A view of heaven and earth

Mar 17, 2017 by

Print Friendly

When I was a kid, I remember envisioning heaven as I sang hymns and praise songs at church. I remember it being a very bright, light-flooded expanse of space with gold floors, in which a huge group of people were gathered around a traditional throne with God in its seat. I don’t really remember having any sense of where Jesus or the Holy Spirit were in the midst of all of it, but I do remember feeling a rush of warmth and security as I sang love songs to a God who had rescued me from my own inadequacies as well as loved me in the midst of them.

I grew up thinking that heaven was some far-off distant space from which God watched the world, working in different ways performing miracles for people over here, answering prayers for people over there, and generally interacting with the world but keeping himself separate because he is holy, distinctly different from this world. From this view, I remember having notions of the world as dirty, soon to be done away with and replaced with something better when Jesus finally returned.

In my studies of N.T. Wright, I have found much better understanding of how heaven and earth relate, and how God’s work in the world is redemptive, reconciliatory and rescuing. Rather than two separate geographical places, heaven and earth are two sides of the same coin of reality. One of them, earth, is painfully present to us every moment, while in the other we catch glimpses of as it breaks forth in God’s work in the world. When the Bible talks about Jesus ascending to heaven, it is not some other place that he waits for God’s cue to finally come back. It is another sphere of present reality, in which Jesus is Lord and King of the universe. He is very real, very present and yet not entirely detectable to our daily experience as we muddle through our own emotions and moods.

In the work of Jesus’ death and resurrection 2,000 years ago, God began his renewing work in the world. He is not going to one day do away with the world like a piece of garbage that he has used for a time, but in the end has no further use. God loves his creation and world, and he is working constantly to bring renewal and hope through the work of his people. In that sense, we join God and Jesus in bringing heaven and earth together, working for the kingdom on earth as in heaven.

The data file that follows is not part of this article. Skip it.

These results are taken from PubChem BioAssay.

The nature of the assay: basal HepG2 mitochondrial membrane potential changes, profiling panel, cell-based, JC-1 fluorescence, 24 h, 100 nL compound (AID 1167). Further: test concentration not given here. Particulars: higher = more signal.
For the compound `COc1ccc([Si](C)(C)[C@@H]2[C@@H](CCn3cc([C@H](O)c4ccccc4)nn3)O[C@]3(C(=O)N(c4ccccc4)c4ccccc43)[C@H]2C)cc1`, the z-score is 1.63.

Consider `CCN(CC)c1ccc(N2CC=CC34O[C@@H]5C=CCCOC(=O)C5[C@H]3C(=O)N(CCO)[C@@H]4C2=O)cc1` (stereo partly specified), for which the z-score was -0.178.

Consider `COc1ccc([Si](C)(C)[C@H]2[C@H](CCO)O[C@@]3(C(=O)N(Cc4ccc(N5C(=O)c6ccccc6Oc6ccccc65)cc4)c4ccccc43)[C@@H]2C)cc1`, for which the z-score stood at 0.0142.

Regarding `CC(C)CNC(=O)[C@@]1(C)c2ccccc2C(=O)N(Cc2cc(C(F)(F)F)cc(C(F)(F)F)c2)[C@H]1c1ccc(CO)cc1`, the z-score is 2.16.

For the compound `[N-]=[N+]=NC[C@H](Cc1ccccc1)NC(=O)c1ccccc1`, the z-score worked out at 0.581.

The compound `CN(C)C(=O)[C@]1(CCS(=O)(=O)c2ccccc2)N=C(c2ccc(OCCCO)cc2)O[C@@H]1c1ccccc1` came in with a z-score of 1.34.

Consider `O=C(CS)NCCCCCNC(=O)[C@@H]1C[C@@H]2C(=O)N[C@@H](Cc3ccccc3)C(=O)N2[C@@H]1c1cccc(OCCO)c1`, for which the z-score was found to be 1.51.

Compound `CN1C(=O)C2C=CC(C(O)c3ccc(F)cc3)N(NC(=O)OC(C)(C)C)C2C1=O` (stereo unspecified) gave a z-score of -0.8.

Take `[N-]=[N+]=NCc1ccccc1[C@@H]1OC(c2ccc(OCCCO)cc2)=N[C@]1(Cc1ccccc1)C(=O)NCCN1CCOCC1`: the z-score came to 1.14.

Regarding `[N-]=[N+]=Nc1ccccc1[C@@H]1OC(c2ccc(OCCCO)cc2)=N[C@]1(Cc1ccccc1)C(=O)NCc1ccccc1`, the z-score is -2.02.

These ideas make me think of different children’s books that I have read that explore these notions of alternate dimensions and worlds that people have access to through magical entrances such as a wardrobe, a rabbit hole or some other rather ordinary piece of modern furniture. I think that those authors were on to something in their explorations, though I think they all fall short.

So what can we take from all of this? Creation is good, a gift from God and a place that continues to reflect his beautiful work in the world. It is not something we can use and abuse for our own ends and then hope that God will bail us out when we have destroyed every good part. In the same way, we work together as bearers of God’s image in the world, reflecting his work of reconciliation, renewal and rescue. We honor and take care of creation, bringing new life to it as God has brought new life to us. We live in such a way as to bring heaven and earth together into a single, seamless reality that only comes fully into fruition when Jesus appears again. Heaven is not a place that we go to when we die so that we can escape God’s world. We live and die in expectation of the resurrection and renewal of not only ourselves, but the entire universe.

Randall Koehler is farmer, mechanic and youth minister at Metamora (Ill.) Mennonite Church. He writes at randallkoehler.wordpress.com, where this post first appeared.


Comments Policy

Mennonite World Review invites readers’ comments on articles. To promote constructive dialogue, editors select the comments that appear, just as we do with letters to the editor in print. These decisions are final. Writers must sign their first and last names; anonymous comments are not accepted. Comments do not appear until approved and are posted during business hours. Comments may be reproduced in print, and may be edited if selected for print.

  • Berry Friesen

    Amen! And thank you.